MANILA, Feb. 13, 2014—Worried by the worsening cases of human trafficking and modern-day slavery, the Catholic Bishops’ Conference of the Philippines (CBCP) will be holding a national seminar-workshop to enlighten the public about the realities of these social phenomena.
Dubbed as “Let’s Move: Knock-out Human Trafficking and Modern-Day Slavery,” the gathering is slated on February 27 to 28 at the University of Asia and the Pacific.
The seminar-workshop aims to increase the awareness and understanding of the public to the vulnerabilities of women and the youth to human trafficking, serving as a response to the call of the Supreme Pontiff to address cases of human trafficking and slavery in the modern times.
Through the workshop, participants are urged “to develop capacities to report, immediately respond to, and pro-actively address trafficking and slavery situations.”
Formulating practical and concrete plans of action to end modern-day slavery through various means including new media platforms is also among the activities to be done in the 2-day conference.
The International Labor Organization (ILO) estimated that 20.9 million people around the world are victims of forced labor, according to the 2012 Global Report on Trafficking in Persons of the United Nations Office on Drugs and Crime (UNODC). This figure includes human trafficking victims for labor and sexual exploitation.
The same report noted that in 2009, 59 percent of the victims were women. Men accounted for 14 percent, while children were pegged at 27 percent (17 percent for girls and 10 percent for boys).
Among the detected cases of human trafficking worldwide from 2007 to 2010, sexual trafficking was more common in Europe, Central Asia, and America, while forced labor was more common in South and East Asia, Africa, Middle East, and the Pacific.
Trafficking for the removal of organs was accounted at 0.2 percent of the total number of detected cases in 2010.
On the first day of the conference, topics to be discussed include “Human Trafficking: An Unprecedented Global Human Rights Challenge – the Needed,” “The Government Response to Human Trafficking and Modern Day Slavery,” “A Situationer on Human Trafficking and Modern Day Slavery,” “Understanding the Expanded ATIP (Anti-Trafficking in Persons) Law,” and “Discussion on Holistic Interventions to End Human Trafficking.”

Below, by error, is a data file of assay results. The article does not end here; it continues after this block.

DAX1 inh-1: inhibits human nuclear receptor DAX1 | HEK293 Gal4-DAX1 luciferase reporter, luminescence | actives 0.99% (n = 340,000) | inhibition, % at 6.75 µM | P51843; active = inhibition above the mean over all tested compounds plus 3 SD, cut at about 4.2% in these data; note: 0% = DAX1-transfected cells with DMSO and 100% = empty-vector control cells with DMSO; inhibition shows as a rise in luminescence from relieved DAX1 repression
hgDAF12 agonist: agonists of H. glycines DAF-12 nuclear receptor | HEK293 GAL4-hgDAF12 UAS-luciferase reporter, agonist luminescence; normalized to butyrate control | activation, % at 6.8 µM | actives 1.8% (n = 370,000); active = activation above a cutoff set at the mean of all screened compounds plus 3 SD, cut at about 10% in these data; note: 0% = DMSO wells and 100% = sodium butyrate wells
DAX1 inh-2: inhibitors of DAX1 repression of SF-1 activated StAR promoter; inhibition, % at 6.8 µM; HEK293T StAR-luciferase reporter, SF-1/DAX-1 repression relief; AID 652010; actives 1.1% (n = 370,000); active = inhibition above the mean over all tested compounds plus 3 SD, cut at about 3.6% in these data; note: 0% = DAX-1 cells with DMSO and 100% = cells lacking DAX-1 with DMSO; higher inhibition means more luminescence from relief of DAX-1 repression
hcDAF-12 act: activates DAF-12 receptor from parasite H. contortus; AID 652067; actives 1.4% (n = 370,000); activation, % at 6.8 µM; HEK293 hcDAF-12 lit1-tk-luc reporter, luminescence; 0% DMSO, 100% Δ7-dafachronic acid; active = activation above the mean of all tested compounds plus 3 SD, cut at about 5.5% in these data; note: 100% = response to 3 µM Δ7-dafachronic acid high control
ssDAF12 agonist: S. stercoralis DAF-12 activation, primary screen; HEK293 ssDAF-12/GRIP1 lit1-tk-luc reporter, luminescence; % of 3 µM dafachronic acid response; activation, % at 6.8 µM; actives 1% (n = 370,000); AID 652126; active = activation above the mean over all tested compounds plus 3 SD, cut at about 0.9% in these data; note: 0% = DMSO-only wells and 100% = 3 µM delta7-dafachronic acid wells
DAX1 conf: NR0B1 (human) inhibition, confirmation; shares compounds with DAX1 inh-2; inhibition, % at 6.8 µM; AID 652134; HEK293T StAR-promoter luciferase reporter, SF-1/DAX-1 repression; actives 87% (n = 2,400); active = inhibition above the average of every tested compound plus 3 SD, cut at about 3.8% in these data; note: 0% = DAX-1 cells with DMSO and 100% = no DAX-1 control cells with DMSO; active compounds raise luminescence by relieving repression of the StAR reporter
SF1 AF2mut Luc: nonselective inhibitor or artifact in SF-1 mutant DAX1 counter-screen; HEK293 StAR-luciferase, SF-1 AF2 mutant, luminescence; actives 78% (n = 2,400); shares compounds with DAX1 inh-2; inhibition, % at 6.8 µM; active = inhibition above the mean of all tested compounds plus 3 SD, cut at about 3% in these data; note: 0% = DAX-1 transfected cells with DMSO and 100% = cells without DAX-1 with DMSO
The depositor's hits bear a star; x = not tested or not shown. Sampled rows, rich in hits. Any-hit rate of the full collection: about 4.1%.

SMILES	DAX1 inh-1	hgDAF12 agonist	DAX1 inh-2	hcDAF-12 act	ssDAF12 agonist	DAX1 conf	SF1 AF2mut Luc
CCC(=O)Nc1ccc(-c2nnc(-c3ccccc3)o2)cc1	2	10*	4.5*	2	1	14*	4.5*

“The National Strategic Action Plan to End Human Trafficking,” “Reaching out to Migrants/Legal Response to Overseas Cases,” “The Filipino Family as the Key Force to end human trafficking and slavery,” “Mobilizing Individual and Collective Actions and Partnerships Utilizing Multi- Media Tools and Social Media,” “The Church’s Vision on the Fight Against Human trafficking and Modern Day Slavery,” and “The University Perspective on Human Trafficking” will be discussed on the second day.
The conference will be graced by John Michael Klink, International Catholic Migration Commission President; Vice-President Jejomar Binay, Inter-Agency Council on Anti-Trafficking of Persons Chairman; and Justice Secretary Leila de Lima, among many others.
The event is organized by the CBCP Office on Women, CBCP Commission on Youth, CBCP Commission on Social Action, Justice and Peace, CBCP Commission on Pastoral Care for Migrants and Itinerant People, CBCP Legal Office, and CBCP Commission on Culture.
Supporting organizations include the University of Asia and the Pacific, Visayan Forum Foundation, Inc., JPIC Commission of the Dominican Sisters of Siena, Zonta Club of Makati & Environs, Association of Major Religious Superiors of the Philippines-CMC, Talitha Kum Southeast Asia, Pro-life Philippines, and the Wholistic Transformation Resource Center.
Interested applicants may contact Ms. Fenny Tatad (of CBCP) 0920-975-8801 or Alma (of Visayan Forum) 0923-656-4502. (Jennifer Orillaza)